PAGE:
The provision of sustainable energy supplies for an expanding and increasingly productive world is one of the major issues facing civilisation today. Renewable Energy examines both the practical and economic potential of the renewable energy sources to meet this challenge. The underlying physical and technological principles behind deriving power from direct solar (solar thermal and photovoltaics), indirect solar (biomass, hydro, wind and wave) and
non-solar (tidal and geothermal) energy sources are explained, within the context of their environmental impacts, their economics and their future prospects.
Renewable Energy provides both perspective and detail on the relative merits and state of progress of technologies for utilizing the various 'renewables'. The analysis considers emissions, sustainability, cost implications and energy security, as political and economic pressures move society towards a low-carbon future. From an overview of basic energy conversion processes, through a discussion of the individual renewable sources, to a concluding examination of the prospects for
their integration into national and international networks and the outlook for renewable energy, this book provides a valuable insight into prospects for the renewables.
Renewable Energy is accompanied by online resources which include:
* Auto- marked multiple choice questions to accompany each chapter
* Curated links to further information and up-to-date energy statistics.
For registered adopters of the book:
* Figures from the book: available to download for use in lectures
Publisher: Oxford University Press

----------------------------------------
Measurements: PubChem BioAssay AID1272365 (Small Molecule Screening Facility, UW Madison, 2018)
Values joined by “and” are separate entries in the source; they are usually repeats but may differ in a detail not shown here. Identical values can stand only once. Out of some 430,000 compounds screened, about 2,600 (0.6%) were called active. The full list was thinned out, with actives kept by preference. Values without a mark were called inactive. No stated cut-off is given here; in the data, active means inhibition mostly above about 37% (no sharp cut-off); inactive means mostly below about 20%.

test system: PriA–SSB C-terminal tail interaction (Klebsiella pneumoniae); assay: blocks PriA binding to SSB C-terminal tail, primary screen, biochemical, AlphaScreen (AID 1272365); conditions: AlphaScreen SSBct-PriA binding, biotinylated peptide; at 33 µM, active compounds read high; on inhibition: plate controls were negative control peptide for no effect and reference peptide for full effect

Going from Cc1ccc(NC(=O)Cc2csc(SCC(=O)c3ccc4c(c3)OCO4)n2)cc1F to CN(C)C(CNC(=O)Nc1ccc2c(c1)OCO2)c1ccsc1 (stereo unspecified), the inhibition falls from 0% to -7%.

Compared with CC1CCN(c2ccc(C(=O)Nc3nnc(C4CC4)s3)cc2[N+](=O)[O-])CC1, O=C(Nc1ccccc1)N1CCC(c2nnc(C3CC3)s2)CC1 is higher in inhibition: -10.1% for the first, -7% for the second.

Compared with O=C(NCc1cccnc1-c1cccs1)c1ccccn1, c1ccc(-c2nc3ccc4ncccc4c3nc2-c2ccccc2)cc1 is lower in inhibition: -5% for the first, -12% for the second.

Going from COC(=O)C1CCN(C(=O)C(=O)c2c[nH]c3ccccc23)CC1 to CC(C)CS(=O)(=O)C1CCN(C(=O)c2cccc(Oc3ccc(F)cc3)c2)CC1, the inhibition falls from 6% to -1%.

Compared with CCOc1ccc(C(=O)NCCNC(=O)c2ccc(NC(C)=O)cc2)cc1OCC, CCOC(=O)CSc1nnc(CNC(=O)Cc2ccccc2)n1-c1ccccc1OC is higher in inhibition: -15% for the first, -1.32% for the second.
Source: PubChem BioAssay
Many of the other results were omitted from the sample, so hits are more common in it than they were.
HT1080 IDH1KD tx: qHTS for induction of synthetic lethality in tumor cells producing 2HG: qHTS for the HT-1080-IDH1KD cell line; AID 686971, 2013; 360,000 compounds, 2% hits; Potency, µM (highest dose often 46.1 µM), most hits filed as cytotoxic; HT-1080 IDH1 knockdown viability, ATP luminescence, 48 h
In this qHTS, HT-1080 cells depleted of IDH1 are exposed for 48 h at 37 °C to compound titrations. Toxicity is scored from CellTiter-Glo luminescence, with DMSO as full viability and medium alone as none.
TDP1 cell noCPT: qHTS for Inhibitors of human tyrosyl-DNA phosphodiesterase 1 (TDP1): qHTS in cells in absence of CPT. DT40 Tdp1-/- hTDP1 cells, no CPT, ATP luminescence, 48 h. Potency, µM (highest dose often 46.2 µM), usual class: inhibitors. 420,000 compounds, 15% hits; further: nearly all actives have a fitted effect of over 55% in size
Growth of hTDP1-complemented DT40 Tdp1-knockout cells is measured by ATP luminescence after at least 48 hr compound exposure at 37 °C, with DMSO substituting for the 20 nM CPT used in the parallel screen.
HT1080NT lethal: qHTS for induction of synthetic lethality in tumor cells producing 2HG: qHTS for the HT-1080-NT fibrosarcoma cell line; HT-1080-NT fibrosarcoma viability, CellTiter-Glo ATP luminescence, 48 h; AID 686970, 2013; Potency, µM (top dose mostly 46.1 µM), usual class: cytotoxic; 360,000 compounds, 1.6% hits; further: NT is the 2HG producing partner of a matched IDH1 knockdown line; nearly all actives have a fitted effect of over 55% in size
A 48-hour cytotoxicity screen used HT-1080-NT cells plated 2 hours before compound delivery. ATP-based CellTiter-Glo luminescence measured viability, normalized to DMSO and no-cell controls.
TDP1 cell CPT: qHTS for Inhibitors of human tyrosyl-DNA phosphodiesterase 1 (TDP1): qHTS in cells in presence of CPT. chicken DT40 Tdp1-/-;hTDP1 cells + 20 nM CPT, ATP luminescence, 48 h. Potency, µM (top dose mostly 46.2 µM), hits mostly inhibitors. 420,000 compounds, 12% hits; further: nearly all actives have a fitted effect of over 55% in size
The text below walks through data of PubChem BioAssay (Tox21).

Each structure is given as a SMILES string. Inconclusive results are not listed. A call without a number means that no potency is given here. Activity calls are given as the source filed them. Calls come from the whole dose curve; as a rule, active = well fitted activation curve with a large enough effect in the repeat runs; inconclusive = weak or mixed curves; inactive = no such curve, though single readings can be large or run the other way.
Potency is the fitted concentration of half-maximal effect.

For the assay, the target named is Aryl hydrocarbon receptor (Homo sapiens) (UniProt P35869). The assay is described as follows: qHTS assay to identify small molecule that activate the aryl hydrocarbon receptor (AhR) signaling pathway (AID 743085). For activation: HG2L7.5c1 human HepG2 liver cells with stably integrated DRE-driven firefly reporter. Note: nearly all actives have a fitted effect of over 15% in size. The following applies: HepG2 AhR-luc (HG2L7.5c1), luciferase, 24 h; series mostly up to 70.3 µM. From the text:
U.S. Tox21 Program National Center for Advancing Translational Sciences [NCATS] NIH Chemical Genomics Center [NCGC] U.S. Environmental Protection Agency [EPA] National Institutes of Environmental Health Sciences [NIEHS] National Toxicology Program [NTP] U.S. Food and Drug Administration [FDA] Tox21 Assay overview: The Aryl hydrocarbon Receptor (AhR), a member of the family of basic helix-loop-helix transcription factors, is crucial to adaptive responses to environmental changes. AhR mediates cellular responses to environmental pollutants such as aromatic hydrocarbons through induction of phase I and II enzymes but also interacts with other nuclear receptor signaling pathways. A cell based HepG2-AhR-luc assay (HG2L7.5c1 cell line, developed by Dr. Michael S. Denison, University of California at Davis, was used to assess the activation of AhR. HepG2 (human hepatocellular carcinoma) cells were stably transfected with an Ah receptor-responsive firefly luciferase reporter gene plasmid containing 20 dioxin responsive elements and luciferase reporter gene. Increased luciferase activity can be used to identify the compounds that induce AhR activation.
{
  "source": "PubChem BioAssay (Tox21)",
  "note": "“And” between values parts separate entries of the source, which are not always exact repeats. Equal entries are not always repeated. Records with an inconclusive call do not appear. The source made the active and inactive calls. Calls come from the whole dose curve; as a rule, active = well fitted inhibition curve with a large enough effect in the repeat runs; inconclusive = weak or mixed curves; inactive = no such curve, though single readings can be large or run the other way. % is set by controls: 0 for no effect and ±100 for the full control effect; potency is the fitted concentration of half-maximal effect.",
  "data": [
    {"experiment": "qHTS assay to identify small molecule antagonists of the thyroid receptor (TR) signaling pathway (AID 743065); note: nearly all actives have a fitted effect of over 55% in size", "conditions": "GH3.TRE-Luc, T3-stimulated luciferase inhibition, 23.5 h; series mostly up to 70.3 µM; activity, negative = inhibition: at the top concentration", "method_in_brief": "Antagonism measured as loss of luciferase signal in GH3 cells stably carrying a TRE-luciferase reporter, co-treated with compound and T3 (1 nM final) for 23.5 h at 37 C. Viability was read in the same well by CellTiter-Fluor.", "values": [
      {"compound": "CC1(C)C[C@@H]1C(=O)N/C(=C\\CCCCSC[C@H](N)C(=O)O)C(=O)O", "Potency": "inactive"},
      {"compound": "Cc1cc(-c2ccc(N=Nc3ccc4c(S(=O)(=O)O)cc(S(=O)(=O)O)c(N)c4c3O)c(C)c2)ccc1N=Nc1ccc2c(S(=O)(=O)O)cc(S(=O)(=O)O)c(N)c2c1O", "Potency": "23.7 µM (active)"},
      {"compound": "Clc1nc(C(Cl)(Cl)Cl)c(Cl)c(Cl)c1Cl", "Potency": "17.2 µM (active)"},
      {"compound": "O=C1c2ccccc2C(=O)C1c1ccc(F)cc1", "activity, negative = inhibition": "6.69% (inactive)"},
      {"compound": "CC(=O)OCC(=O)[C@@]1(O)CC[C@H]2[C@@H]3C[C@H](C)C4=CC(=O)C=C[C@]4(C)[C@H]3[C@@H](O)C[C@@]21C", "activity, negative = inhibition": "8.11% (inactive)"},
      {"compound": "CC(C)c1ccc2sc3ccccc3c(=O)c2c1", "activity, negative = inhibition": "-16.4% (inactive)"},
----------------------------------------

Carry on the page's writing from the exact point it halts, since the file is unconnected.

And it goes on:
Number of pages: 680
Weight: 1886 g
Dimensions: 264 x 212 x 33 mm
Edition: 4th Revised edition
Review from previous edition I have reviewed many textbooks on renewable energy and this one stands clearly above them all. It provides an excellent balance between technical content and practical application. * Douglas J Reinemann, Professor of Biological Systems Engineering, University of Wisconsin-Madison, USA *
The quality of illustrations in Renewable Energy , as well as the inclusion of energy data for North America, make this and its sister volume, Energy Systems and Sustainability , my top choice for any energy program in higher education. * James Leidel, Director of Clean Energy Syctems, Oakland University, USA *
A great introductory text for teaching, and an excellent reference for your bookshelf. * Ian Mason, University of Canterbury, NZ *
An excellent overview of all the principal renewable energy technologies, placing them in the context of the overall power system. Individual chapters are all written by experts, but edited into a common style so that the level of detail is comparable across all chapters. The best book of its sort on the market. * Paul Younger, University of Glasgow *
Excellent textbook for an introductory course on renewable energy systems. Some mathematical principles are introduced to reinforce concepts. Overall excellent material to get undergraduate students engaged with the field before digging into the detail. * Tom Norton, Harper Adams University, UK *
This textbook continues the high standards of previous editions in terms of the clarity with which it explains the technologies while offering high quality graphics. * Peter Connor, University of Exeter *